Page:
What craziness is this, you ask? Who adapts a short story into a script?
Short story adaptations are one of Hollywood's best kept secrets (and they keep a lot of secrets!) The good news is, adapting a short story into a script can be easier than working with a full length novel.
Think about it for a moment. With a novel you have to whittle and cut down your long, lovely novel. You have to slash subplots and off characters. You have to shoe horn four hundred or more pages into a tight and unforgiving one hundred and twenty or less. Pages are time on the screen and time is money. Some genres of scripts have to come in at under one hundred pages.
But with a short story, you take the basic premise and add to it. You start lean, you begin with tight and build on that.
Now there are some people who would rather cut than revisit their story and try to reinvent it in a new way.
But, if you find it easier to add material than get rid of it, or, if you like the idea of starting with a small project and growing it into a script, adapting a short story might be the perfect fit.
Whether you choose a novel or short story, you still need to make sure that your story can be adapted into a film story.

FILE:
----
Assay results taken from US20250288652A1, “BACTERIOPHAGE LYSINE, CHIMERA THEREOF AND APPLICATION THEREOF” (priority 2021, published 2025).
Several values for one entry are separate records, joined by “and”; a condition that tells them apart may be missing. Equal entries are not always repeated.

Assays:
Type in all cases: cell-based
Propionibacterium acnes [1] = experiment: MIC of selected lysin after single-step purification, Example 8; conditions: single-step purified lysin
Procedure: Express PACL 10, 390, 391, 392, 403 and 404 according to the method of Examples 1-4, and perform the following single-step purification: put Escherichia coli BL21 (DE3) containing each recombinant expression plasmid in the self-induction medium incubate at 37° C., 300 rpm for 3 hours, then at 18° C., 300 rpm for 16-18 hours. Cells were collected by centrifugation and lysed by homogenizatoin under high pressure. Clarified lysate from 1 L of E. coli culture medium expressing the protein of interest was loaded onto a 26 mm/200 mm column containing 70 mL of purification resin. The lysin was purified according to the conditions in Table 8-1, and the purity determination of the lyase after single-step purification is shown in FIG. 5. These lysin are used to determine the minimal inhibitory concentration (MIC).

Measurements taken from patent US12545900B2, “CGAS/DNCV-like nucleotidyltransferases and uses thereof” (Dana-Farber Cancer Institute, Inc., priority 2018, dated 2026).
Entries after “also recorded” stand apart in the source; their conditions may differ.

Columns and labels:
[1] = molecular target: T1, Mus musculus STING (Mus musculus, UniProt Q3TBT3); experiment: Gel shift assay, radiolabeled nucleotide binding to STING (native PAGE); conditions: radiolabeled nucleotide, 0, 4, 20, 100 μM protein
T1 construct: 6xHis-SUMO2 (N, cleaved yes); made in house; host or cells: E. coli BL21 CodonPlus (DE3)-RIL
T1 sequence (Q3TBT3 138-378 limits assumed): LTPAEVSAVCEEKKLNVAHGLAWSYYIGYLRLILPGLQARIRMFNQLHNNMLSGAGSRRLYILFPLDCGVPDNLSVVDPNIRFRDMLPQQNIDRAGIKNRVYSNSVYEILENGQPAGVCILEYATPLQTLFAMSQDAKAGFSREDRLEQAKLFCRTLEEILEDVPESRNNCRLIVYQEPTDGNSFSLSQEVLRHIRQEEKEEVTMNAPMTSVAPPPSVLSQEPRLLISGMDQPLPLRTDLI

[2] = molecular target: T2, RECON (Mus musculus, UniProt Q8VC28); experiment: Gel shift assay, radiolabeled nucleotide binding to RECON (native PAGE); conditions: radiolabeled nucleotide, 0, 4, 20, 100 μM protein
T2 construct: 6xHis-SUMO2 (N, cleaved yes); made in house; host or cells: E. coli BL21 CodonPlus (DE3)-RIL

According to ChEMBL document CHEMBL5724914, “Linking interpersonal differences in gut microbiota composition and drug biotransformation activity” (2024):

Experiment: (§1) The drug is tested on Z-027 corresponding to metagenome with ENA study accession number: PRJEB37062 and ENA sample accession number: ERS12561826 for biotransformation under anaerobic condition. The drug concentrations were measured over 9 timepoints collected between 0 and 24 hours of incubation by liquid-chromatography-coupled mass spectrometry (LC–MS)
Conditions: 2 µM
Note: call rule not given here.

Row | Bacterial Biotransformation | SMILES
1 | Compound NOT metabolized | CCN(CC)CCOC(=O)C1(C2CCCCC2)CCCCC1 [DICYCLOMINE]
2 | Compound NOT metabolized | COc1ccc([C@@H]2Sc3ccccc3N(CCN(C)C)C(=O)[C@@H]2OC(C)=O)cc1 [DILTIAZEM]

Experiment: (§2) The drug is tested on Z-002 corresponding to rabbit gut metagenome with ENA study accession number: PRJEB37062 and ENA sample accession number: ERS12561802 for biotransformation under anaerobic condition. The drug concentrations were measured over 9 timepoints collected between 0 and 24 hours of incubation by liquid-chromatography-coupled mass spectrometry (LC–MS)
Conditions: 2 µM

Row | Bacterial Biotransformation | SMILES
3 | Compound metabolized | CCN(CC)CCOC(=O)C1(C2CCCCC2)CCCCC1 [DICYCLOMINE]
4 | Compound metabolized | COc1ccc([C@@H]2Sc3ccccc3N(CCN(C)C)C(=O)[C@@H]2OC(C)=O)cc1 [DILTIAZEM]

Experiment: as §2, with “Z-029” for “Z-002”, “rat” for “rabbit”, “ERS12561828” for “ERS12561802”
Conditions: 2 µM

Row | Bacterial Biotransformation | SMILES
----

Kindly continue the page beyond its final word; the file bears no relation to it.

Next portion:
Is your story very visual? Movies are a visual medium. If you can't tell your story by what can be seen on the screen, then the story probably won't make a successful adaptation.
Does your short story have enough gravitas or weight to become a full length movie? Is there enough untold story left in you, left in the story, to become a two hour film? One reason short stories are a good source for adaptation is that you aren't weighted down with all the material you've already written. You don't have to spend so much time getting rid of material. Instead, you start with the minimal and build from there.
You still need to master the special skills of script writing, if you want to do an adaptation. There are big differences between novel/short story and script writing. Many of the tools you're used to having on hand for a short story just aren't available to the script writer. It's the difference between conducting an orchestra and working with a string quartet. They are very different from each other, but can be satisfying in their own way.
If you're intrigued by the thought of venturing into script writing, but intimidated by the challenges of shrinking a novel, why not "grow" a short story into a script instead?
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© 2006-2013 Pauline Baird Jones
Pauline Baird Jones is the award-winning author of ten novels, some of which were successfully adapted to scripts. Her script adaptation of Do Wah Diddy Die (formerly I Love Luci – When I Don’t Want to Kill Her) won The First Draft contest and was optioned by IndieGals Productions. For more information on her novels or to find out more about Adapting Your Novel for Film, visit her website at: www.paulinebjones.com
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